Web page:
While I was working at Coalition Technologies, our President Jordan Brannon was contacted by a representative from BigCommerce to assist with a project for Spiceology, given Coalition’s expertise with that eCommerce platform. He looped me in as a Digital Strategist from the onset to see how we could help and we set up a call with BigCommerce and Spiceology from there.
Spiceology was on the Shopify platform at the time, but they wanted to transition to a headless BigCommerce website, with WordPress on the front-end. This would grant them more flexibility to design a story-driven User Experience, while still having the advantages of BigCommerce powering the commerce engine on the backend.
Previously, Spiceology had put more emphasis as a business on their B2B efforts, but due to COVID-19, they wanted to grow their B2C presence to get their delicious spices in the hands of grillmasters at home. At this stage, Spiceology had already undergone some User Research interviews and created wireframes, which I reviewed with our Development Team to ensure feasibility and put together a project estimate and scope of work. I also worked with their team to discuss current third party integrations, data migration, and other desired functionality with the new site design.
From User Research with Pro Chefs, we learned that it was very important for chefs to be able to get to the blends, spices, and herbs they want quickly, as they typically are very knowledgeable about what they are looking for in a particular recipe. The challenge with this, as is typically the case with eCommerce websites, is that Spiceology has a fairly complex information architecture with many levels of categories and subcategories.
On desktop, the design pattern solution that Spiceology chose to implement was a mega menu which allows the user to quickly find their desired Collection, with a helpful product image to guide them.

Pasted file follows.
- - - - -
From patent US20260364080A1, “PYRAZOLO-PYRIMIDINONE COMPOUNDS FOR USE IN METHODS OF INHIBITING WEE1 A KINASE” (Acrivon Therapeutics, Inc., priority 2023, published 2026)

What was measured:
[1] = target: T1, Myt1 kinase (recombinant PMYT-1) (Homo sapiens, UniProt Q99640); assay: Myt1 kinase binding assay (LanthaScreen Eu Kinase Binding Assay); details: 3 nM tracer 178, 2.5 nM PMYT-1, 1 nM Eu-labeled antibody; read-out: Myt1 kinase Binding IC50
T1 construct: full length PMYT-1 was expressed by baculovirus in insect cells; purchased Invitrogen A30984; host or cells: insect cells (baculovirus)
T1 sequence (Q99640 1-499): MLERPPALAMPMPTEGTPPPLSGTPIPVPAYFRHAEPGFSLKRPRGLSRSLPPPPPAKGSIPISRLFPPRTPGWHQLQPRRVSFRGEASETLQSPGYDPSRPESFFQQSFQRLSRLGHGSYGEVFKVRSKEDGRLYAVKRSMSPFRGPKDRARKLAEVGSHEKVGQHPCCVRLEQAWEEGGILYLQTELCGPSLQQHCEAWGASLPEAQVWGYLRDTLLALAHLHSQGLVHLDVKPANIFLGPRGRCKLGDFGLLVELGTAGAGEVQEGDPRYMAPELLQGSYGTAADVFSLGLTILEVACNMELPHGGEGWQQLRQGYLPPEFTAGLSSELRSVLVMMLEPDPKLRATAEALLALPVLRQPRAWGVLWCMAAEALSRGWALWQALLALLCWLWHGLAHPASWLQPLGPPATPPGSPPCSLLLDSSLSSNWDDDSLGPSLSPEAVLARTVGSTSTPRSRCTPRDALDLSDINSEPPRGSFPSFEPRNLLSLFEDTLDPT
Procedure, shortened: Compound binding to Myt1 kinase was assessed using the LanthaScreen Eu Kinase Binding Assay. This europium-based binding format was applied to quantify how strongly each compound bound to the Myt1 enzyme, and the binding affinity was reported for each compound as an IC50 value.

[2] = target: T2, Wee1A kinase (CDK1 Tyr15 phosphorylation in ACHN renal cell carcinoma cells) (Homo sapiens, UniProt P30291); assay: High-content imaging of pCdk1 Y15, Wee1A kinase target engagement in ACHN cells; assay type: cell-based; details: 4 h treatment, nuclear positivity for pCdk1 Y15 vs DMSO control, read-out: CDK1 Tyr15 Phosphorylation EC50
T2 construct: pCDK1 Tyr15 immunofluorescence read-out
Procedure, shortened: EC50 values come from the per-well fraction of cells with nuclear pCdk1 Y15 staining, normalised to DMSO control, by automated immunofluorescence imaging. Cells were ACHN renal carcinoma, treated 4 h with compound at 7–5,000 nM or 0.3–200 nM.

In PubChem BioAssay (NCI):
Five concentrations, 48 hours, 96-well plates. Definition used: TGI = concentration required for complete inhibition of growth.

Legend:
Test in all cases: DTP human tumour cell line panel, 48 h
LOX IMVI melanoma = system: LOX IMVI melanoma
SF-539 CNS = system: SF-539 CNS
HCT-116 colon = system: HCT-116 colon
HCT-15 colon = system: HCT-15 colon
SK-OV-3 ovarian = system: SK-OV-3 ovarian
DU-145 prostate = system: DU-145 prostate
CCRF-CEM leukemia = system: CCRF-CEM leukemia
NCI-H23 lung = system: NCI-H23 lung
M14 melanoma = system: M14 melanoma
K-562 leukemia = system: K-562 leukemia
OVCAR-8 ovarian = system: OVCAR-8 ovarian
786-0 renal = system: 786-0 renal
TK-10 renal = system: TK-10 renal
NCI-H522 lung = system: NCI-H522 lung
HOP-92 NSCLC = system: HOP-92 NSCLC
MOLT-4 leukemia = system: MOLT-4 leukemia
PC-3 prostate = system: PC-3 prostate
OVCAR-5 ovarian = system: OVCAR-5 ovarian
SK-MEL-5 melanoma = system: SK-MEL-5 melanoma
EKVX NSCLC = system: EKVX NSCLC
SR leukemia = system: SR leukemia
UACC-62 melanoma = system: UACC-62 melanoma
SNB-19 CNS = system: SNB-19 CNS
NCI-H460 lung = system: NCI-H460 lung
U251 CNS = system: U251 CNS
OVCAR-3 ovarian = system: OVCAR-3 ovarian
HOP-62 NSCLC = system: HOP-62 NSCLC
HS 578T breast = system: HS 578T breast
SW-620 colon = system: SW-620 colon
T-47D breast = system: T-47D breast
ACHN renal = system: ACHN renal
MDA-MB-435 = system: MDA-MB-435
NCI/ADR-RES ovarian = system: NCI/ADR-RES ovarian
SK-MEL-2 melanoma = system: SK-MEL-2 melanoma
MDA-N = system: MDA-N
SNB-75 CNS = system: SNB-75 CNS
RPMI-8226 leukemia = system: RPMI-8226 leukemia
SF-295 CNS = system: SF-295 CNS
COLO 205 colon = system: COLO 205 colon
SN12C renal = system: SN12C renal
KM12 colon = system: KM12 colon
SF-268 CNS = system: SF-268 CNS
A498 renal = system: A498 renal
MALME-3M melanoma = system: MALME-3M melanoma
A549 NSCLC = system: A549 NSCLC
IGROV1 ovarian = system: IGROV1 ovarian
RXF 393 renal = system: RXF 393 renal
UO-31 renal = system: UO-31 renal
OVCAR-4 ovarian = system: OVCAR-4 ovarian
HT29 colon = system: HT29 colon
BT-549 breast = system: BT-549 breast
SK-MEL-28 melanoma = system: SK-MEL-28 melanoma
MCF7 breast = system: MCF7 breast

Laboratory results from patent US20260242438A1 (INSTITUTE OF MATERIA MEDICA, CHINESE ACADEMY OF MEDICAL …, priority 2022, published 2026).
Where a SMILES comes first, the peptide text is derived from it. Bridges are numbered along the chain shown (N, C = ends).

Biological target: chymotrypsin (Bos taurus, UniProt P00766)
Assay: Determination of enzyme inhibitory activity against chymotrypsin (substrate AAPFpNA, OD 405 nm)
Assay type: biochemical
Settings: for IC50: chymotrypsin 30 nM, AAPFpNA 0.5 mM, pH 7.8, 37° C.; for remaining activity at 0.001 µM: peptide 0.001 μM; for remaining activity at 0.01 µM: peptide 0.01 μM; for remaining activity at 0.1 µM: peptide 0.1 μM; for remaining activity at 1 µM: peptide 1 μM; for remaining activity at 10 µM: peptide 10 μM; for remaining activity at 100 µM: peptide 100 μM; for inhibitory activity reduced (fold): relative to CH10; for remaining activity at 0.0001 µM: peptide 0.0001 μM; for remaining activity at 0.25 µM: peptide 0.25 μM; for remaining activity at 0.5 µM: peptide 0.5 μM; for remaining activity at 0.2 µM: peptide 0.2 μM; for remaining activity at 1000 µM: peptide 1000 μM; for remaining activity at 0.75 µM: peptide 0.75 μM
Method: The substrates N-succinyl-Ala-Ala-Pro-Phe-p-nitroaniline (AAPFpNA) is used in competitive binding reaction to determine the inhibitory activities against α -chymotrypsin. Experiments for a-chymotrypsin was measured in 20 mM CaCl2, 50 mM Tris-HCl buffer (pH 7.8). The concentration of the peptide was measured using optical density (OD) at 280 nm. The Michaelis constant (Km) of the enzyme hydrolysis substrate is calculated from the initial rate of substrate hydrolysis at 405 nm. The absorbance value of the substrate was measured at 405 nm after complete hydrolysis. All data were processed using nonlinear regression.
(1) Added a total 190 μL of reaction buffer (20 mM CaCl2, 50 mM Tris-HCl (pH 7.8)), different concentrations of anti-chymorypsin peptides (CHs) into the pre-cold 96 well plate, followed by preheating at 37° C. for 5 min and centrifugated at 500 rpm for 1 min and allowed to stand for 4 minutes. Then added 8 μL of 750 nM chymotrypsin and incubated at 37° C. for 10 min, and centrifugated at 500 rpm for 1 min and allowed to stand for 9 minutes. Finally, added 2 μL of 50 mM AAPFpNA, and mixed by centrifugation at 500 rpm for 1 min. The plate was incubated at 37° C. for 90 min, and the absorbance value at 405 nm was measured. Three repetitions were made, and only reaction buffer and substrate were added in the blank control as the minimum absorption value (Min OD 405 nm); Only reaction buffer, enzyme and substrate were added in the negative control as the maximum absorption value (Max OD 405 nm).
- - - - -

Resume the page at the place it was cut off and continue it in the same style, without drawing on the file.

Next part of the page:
Translating that to the mobile experience, Spiceology utilizes a sequential menu, which features a right-chevron arrow on the top three categories that opens up to the Collection options on the following screen. While the user must use the “Back” arrow in the top left to revisit the main menu options, this is a much cleaner approach than an accordion menu which would necessitate a lot of scrolling and appear very messy.
Now that I have more UX/UI experience under my belt, I wanted to challenge myself with a redesign of an existing Spiceology page, with their brand style in mind. They have a lot of delicious recipes on their website featuring their spices, and so I decided to try my hand with an alternative design to the recipe page on mobile!
Example of Current Mobile Design: https://spiceology.com/recipes/new-orleans-bbq-shrimp/
The first step for me was to study the existing design, the design patterns I wanted to carry over, and the existing branding and style in place. The first thing that stuck out to me, at least on my Galaxy S7, was the custom orange URL address bar at the top. I replicated that, as well as the Top Callout Header with free shipping incentive and the main header navigation with hamburger, search, account, and shopping bag icons. In addition to determining the appropriate hex for the orange, I also used the inspect tool to find out the font, which is Archivo Narrow.
Beneath that is where the design starts to vary. A lot has been said about the importance of quality food photography for brands such as Spiceology, and the imagery on this page is certainly tantalizing. The issue I have, however, as a consumer of their products, is that you do not see the imagery above the fold upon page load on the mobile design. Instead you get a black rectangle with the tile, the influencer who created the recipe, estimated cook time and difficulty.
For my design, I featured the main image prominently, using a linear gradient with darker emphasis at the top so that the text is clearly legible. I also included arrows on either side of the image so that the user can easily scroll through the image carousel, with the circular carousel-indicators at the bottom of the image so that the user knows how many images they can view.
Beneath that I reintroduce the black rectangle, but with slightly rounded corners at the top for a tab-like feel, with the difficulty and time text all on the horizontal plane rather than stacked to reduce space. This allows me to still feature the instagram avatar and information, now centered on the page.
Finally, I wanted to highlight the Spiceology spices and seasonings more prominently on the page, and included an option for the user to favorite them so that they can be easily found and purchased after viewing the rest of the ingredients and instructions.